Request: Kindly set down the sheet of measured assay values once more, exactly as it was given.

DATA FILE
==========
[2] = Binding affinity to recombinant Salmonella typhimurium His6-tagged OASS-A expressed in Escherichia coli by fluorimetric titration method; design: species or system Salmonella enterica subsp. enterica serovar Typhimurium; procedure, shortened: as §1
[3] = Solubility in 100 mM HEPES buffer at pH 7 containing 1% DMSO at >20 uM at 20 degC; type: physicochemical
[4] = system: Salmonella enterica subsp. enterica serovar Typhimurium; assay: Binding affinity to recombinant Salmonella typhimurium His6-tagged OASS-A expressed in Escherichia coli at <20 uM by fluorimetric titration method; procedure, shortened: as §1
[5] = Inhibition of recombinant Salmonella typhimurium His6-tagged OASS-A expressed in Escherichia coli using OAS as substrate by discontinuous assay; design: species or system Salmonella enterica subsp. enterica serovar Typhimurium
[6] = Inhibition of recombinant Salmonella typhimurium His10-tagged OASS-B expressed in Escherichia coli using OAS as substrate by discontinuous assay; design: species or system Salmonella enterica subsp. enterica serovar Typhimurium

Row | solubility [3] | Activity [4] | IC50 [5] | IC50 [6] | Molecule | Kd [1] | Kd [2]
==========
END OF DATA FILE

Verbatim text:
[2] = Binding affinity to recombinant Salmonella typhimurium His6-tagged OASS-A expressed in Escherichia coli by fluorimetric titration method; design: species or system Salmonella enterica subsp. enterica serovar Typhimurium; procedure, shortened: as §1
[3] = Solubility in 100 mM HEPES buffer at pH 7 containing 1% DMSO at >20 uM at 20 degC; type: physicochemical
[4] = system: Salmonella enterica subsp. enterica serovar Typhimurium; assay: Binding affinity to recombinant Salmonella typhimurium His6-tagged OASS-A expressed in Escherichia coli at <20 uM by fluorimetric titration method; procedure, shortened: as §1
[5] = Inhibition of recombinant Salmonella typhimurium His6-tagged OASS-A expressed in Escherichia coli using OAS as substrate by discontinuous assay; design: species or system Salmonella enterica subsp. enterica serovar Typhimurium
[6] = Inhibition of recombinant Salmonella typhimurium His10-tagged OASS-B expressed in Escherichia coli using OAS as substrate by discontinuous assay; design: species or system Salmonella enterica subsp. enterica serovar Typhimurium

Row | solubility [3] | Activity [4] | IC50 [5] | IC50 [6] | Molecule | Kd [1] | Kd [2]